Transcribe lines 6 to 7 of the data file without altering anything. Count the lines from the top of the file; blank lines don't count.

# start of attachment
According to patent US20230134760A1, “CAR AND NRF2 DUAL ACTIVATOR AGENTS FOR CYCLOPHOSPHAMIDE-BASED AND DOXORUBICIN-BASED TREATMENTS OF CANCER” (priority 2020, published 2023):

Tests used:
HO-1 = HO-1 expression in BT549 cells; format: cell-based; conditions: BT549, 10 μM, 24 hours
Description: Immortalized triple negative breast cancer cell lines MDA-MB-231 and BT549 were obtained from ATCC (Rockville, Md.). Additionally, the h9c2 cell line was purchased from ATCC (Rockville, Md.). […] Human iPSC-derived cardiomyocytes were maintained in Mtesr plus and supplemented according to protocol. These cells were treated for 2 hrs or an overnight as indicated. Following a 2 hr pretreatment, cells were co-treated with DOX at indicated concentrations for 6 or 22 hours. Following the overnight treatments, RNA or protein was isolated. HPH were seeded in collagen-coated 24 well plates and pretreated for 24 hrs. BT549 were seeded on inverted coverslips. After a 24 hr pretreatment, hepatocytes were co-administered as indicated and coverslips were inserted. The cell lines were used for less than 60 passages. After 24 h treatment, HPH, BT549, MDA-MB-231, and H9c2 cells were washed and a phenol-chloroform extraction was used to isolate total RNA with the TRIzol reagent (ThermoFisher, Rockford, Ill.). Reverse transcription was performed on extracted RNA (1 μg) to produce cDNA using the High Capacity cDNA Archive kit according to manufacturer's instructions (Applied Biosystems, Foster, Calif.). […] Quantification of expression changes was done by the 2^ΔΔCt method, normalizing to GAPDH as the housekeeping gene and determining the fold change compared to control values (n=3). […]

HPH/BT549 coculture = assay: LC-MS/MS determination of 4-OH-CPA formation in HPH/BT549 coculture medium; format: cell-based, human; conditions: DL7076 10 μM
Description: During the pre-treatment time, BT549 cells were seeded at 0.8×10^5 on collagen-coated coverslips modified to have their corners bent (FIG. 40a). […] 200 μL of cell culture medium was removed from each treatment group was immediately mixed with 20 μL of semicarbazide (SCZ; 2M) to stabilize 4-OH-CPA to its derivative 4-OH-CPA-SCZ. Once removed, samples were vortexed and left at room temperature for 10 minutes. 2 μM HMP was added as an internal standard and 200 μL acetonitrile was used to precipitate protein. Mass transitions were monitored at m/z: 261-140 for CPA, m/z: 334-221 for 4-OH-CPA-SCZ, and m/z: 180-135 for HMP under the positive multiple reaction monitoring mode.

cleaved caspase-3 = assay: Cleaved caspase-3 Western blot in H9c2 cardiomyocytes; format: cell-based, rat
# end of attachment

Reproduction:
Description: During the pre-treatment time, BT549 cells were seeded at 0.8×10^5 on collagen-coated coverslips modified to have their corners bent (FIG. 40a). […] 200 μL of cell culture medium was removed from each treatment group was immediately mixed with 20 μL of semicarbazide (SCZ; 2M) to stabilize 4-OH-CPA to its derivative 4-OH-CPA-SCZ. Once removed, samples were vortexed and left at room temperature for 10 minutes. 2 μM HMP was added as an internal standard and 200 μL acetonitrile was used to precipitate protein. Mass transitions were monitored at m/z: 261-140 for CPA, m/z: 334-221 for 4-OH-CPA-SCZ, and m/z: 180-135 for HMP under the positive multiple reaction monitoring mode.

cleaved caspase-3 = assay: Cleaved caspase-3 Western blot in H9c2 cardiomyocytes; format: cell-based, rat